Motor Racing Legends reports historic racers out in force
•Historic racing ‘extremely buoyant’ •Sir Stirling wins race… but loses battle over the colour of his car •1959 Le Mans-winning Aston Martin DBR1, and DBR1 which came second, to race at Le Mans The message from historic racers is ‘We still want to go racing, recession or not,’ according to historic race organiser Motor Racing Legends.
“We’ve seen a wave of fresh new entries to our three historic series this year, including some very special cars we’ve not had racing with us before,” says Duncan Wiltshire of Motor Racing Legends. “Rather than selling off their period machinery, or putting it into storage until the economy improves, owners of high-value historic race cars seem keener than ever to get out on track and compete in the most prestigious events. Since Motor Racing Legends has always focused on the top-flight cars – with genuine provenance and original period specifications – our series are benefiting from this. In the Royal Automobile Club Woodcote Trophy, for example, we had half-filled the grid within a week of publishing our entry forms – and the earliest entries included the genuine Ecurie Ecosse D-type ‘MWS 303’, a car we’ve not had racing with us before.”
Meanwhile, the Le Mans Legend, the historic support race to the Le Mans 24 Hours organised by Motor Racing Legends, has likewise welcomed unprecedented interest from owners and racers – including an entry from Sir Stirling Moss in his very own Osca FS372. Moss bought the car two years ago and first ran it in the Royal Automobile Club Woodcote Trophy race at Spa, last autumn – and won his class. At the time, the Osca raced unpainted because Sir Stirling and the car’s restorer, Rick Hall, couldn’t agree on the colour. Moss wanted it green; Hall wanted it red. Sir Stirling might have won the race but there is one battle he lost. The car will be racing in the Le Mans Legend, and this year’s Woodcote Trophy, resplendent in its fresh, new, red paint.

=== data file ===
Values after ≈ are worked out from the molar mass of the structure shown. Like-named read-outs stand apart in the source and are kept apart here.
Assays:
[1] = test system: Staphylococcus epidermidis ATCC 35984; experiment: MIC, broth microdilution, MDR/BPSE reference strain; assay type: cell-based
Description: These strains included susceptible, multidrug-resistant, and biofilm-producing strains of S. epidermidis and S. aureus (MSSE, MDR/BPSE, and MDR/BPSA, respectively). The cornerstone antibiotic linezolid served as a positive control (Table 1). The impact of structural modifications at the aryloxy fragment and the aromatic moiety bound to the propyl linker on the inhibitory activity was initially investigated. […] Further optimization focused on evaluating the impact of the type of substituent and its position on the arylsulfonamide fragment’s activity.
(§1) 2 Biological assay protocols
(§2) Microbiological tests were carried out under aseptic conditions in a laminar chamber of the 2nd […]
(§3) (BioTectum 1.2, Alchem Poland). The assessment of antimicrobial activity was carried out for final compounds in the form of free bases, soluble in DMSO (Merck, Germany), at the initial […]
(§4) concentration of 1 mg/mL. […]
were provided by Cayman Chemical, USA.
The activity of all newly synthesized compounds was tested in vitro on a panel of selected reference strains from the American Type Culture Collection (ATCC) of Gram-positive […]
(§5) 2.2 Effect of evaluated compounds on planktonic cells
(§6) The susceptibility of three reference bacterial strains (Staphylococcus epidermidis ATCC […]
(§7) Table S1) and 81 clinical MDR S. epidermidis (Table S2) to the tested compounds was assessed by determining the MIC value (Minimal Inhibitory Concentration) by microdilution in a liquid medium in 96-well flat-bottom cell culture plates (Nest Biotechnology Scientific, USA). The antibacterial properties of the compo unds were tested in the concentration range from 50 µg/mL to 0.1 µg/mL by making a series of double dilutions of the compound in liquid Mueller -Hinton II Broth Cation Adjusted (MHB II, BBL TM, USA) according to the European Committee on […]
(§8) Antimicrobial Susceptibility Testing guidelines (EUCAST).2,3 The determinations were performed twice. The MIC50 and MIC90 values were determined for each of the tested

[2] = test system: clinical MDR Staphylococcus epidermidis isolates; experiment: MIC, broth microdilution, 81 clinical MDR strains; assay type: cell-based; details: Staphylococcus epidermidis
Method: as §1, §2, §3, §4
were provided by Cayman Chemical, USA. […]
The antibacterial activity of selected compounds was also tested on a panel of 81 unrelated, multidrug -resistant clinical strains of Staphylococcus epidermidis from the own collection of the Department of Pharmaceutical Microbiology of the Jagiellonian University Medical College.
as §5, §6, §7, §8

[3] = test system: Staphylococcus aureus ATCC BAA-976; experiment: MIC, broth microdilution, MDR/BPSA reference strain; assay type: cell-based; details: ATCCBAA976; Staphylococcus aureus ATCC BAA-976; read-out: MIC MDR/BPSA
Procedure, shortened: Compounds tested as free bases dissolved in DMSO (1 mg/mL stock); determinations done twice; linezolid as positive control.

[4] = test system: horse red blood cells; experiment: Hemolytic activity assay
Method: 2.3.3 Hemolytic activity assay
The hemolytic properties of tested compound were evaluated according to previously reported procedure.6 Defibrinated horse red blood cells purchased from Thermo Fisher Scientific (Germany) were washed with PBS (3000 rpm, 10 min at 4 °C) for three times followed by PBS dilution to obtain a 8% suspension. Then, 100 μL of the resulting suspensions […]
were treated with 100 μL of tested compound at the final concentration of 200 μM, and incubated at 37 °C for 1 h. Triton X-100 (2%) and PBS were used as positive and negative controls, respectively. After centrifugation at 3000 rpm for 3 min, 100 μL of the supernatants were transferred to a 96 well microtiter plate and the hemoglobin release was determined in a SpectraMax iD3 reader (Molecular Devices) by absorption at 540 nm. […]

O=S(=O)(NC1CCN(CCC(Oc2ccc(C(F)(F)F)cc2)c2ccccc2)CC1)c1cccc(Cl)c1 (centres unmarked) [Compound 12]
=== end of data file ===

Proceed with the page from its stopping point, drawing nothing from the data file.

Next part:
The Le Mans Legend race this year celebrates the Le Mans era of 1949-65, and welcomes entries from Le Mans-type cars which raced in the 24 Hours during that period. On Saturday 13th June 2009, shortly before Aston Martin contests the modern 24 Hours on this, the 50th anniversary of the marque’s legendary victory, the actual Le Mans-winning Aston Martin DBR1 from 1959 will be competing in the Le Mans Legend support race – as will the DBR1 which came second. The 1959 winner has been entered by Tim Samways Sporting & Historic Cars, along with two Ferraris from his stable. Says Samways, “Historic motorsport is extremely buoyant. There seems to be more interest than ever.”
As well as the Le Mans Legend, Motor Racing Legends runs three historic race series, each focusing on genuine historic cars running to period specification: the Royal Automobile Club Woodcote Trophy, the BRDC Historic Sportscars, and the Motor Racing Legends Pre-War Sports Car Series.